Social media has quite literally taken over the world. According to adweek.com, 2014 social media user statistics show Facebook to have 1.28 billion active users, Twitter 255 million, Instagram 200 million, and Pinterest 40 million. Many social media users readily communicate with their friends, followers and complete strangers by posting updates, sharing opinions about various subjects and uploading photographs. While, for the most part, social media sites are used for benign purposes, individuals who are divorced or going through a divorce would be wise to use caution when posting and sharing anything via a social media website.
During divorce proceedings, both sides often use any and all information they can gather against the other to get the upper hand, including information shared through social media sites. This is often especially true in cases where spouses aren’t able to agree upon certain terms and proceedings become contentious.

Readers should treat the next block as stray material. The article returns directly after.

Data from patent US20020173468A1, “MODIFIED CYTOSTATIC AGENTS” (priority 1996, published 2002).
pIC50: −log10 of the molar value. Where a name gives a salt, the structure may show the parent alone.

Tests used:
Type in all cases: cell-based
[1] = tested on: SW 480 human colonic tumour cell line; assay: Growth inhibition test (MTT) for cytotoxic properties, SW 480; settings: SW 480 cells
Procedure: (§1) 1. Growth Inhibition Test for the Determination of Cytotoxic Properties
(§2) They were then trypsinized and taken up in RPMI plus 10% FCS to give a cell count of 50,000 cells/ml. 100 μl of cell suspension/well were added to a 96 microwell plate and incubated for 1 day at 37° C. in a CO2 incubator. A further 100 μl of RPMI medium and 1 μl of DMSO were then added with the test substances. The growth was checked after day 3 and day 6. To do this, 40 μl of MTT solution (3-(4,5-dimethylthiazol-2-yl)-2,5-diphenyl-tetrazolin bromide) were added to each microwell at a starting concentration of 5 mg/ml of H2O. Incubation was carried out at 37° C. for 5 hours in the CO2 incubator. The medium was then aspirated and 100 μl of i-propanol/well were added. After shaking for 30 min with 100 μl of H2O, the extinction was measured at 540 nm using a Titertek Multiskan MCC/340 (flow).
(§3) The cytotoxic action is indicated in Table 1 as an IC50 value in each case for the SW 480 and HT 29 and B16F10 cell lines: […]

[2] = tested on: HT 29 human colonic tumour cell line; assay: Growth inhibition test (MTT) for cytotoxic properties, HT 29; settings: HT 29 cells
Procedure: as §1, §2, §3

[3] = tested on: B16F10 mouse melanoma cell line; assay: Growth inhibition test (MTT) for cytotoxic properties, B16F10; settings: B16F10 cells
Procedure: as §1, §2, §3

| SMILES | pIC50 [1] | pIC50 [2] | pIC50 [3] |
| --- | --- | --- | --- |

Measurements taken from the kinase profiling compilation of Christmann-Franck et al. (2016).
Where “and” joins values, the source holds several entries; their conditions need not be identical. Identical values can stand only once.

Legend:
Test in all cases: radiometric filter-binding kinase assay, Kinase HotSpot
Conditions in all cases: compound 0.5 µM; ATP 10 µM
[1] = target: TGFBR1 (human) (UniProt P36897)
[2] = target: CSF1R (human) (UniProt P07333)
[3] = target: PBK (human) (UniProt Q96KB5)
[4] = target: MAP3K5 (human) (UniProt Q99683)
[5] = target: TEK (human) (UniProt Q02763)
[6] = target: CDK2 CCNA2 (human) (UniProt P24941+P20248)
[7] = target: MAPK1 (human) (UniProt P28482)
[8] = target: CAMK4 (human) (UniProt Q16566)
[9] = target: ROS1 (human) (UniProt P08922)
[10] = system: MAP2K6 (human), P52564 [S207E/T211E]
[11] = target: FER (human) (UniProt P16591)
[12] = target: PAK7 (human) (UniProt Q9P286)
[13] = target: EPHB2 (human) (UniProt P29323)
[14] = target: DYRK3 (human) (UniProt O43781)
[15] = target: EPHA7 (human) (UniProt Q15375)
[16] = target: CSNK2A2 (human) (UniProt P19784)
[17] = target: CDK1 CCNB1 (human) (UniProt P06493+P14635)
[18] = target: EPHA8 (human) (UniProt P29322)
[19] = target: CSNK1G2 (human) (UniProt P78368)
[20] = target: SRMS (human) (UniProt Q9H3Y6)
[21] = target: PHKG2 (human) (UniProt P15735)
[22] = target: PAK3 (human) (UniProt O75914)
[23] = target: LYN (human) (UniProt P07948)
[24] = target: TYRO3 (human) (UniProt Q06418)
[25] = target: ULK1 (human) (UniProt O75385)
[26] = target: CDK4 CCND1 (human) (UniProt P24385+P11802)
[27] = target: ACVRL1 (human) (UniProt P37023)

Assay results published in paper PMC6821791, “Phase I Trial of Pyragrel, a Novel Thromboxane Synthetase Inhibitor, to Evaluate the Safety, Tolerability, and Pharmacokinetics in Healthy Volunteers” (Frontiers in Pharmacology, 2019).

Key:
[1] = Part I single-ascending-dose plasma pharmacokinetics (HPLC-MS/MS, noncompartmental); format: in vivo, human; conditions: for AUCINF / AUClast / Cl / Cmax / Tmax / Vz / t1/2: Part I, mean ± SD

Here are just some of the areas of divorce that your online activity could affect:
- Child custody: Posting stories about your active social life or pictures of you partying with friends, could potentially be used as evidence to raise doubts about your parenting skills.
- Alimony: A picture of you basking in the sun on a tropical beach or posing next to your brand new car may negatively impact your chances of being awarded spousal support or alimony.
- Property division: Your ex’s legal team will be looking to try and find any assets that you could be hiding. Posting pictures of any belongings that haven’t been disclosed as marital assets could raise questions about whether or not additional hidden assets exist.
It’s important to note that even in cases where a divorcing or divorced individual “unfriends”, “blocks” or “unfollow” an ex, he or she will likely still be able to view your content. When it comes to the Internet and social media websites, everything is fair game and even deleted comments, photos and posts can easily be retrieved, viewed and submitted as evidence in divorce or child custody proceedings.